Maybe the problem is that this is no longer the time for parades and carnivals of rage and anger, EoC. While I cannot condone their actions, perhaps those out there, venting their anger at the football game, realised, albeit deep down, a truth we would rather not admit: that the show and the pomp of the riot is no substitute for the ice-cold execution of strategy. That the riot exists simply as a moment out of time, where all things are permissible and nothing is forbidden, and where the libidinal drives can be freely expressed, before the drudgery and routine acts of discipline and organization can reassert themselves, once again ruling our thoughts and conditioning our bodies.
Iíve been there before, you know. Not so much in the thick of it, I am not one for large groups of people. Seeing lots of people in one place always makes me nervous. No, Iíve been in the background, helping plan such things, putting lots of people in one place. Only a couple of times, but you can learn a lot from it. You need surprise, you see. We flitted around town like grey shadows, from one meeting to the next, keeping it quiet, keeping it all under wraps.
Our clandestine meetings and coded messages leant it all the air of a bad spy novel, like Berlin when it was split in two. Behind the walls and the cameras were The Enemy, it was where They could be found, creating ever increasing mountains of paper, seemingly for the sake of it and without the need for any other reason. But we held the coffee houses, and the streets, not to mention the bars. There we flowed freely, but not without purpose. Favours were called in, secrets traded and promises made.
Clausewitz was our inspiration, you know? Power concentrated at a point, the centre of gravity for the enemy force. Like clockwork, our people went in. Chants timed down to the second, placards waved with the precision of a surgeon, or some other discipline that requires concentration and finesse. The message was clear: our discipline was good enough, and we were quiet enough, that if we had ill intent, things might have gone very differently.
Yet still, we did not achieve what we wanted. We aimed high, like all good negotiators. We were pragmatic, reasonable people at the end of the day, we knew that our wishes would be whittled down to well below what we really wanted. Even so, what we got was, disappointing. It was a spectacle, you see. A show of force, but without real force. We only hit what we thought what was the centre of gravity, not what really was, and so, we could be dismissed. Not entirely, just as we had put on a show for them, they would put on a show for us, to show they were pragmatic and reasonable people too. But we had already expended energy, and time, and effort, and favours. And we were known. Doing it again would be more difficult. People would be disheartened by the need for yet another effort, instead of a quick and painless victory.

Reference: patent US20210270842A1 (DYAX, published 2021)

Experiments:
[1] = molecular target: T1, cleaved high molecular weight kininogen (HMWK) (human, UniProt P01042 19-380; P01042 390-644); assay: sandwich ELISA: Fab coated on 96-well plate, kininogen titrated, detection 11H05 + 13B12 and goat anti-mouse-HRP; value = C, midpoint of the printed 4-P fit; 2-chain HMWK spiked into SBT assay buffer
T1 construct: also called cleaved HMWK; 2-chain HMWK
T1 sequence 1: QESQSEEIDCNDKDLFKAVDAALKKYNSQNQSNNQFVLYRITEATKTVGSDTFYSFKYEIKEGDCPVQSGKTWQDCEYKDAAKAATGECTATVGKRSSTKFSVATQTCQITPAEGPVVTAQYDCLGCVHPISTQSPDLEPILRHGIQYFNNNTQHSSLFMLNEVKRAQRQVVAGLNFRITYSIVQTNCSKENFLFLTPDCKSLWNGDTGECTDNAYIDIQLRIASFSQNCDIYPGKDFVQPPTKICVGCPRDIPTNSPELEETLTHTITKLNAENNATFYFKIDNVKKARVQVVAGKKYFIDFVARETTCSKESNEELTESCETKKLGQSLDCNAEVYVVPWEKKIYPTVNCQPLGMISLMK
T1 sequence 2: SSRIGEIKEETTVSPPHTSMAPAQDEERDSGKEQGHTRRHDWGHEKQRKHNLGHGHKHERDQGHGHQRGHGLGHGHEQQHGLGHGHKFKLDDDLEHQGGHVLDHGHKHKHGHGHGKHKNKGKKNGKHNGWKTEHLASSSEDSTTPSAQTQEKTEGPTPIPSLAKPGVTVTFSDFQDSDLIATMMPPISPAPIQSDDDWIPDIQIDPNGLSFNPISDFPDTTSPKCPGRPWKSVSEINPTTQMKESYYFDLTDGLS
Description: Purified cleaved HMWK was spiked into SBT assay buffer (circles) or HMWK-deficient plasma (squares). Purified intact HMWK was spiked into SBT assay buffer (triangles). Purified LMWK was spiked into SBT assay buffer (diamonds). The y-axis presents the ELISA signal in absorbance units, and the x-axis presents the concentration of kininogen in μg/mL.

Too many protests are like that now. Once upon a time, protests did work. Iím not sure why, maybe it was respect for the wishes of the people, or the fear of so many coordinated bodies in one place, the visceral and not entirely unfounded fear of The Mob. But now? They know if They only appear to take your concerns seriously, then nothing at all needs to be done. What will happen if They donít, after all? Spreading a few rumours about the numbers present, to make it look less representative, hiding a few police provocateurs among the crowd, rile up a few of the hotheads...suddenly, its the crowd thatís the bad guy. The unreasonable, irrational Mob, that cannot be contained or debated with.
So why not riot over a football game? You may well have more say in one than you do in most other parts of your life. You can at least seize control of that, live in the moment through that and really feel like youíre some place else, doing something different.
We donít understand this current world that we inhabit. We are taught a rule set when we are children, only to find out it no longer applies, that things do not work that way and we do not control as much as we like to think. And so like confused, constricted children everywhere, when confronted with the truth of our situation, we lash out unexpectedly and irrationally, throwing a tantrum on the tarmac and in the streets, smashing because through our destruction we can still affirm our power over something.
There are real forces at work, but we mistake the surface, the appearance, for what really happens below. If we understood better where the centre of gravity now exists, then we would be able to lay siege to more effectively. But it is so much easier to believe that the world is an essentially decent place, running on easily understood rules and anyone who is left by the wayside probably deserved to be. Even when virtually everyone has been left by the wayside.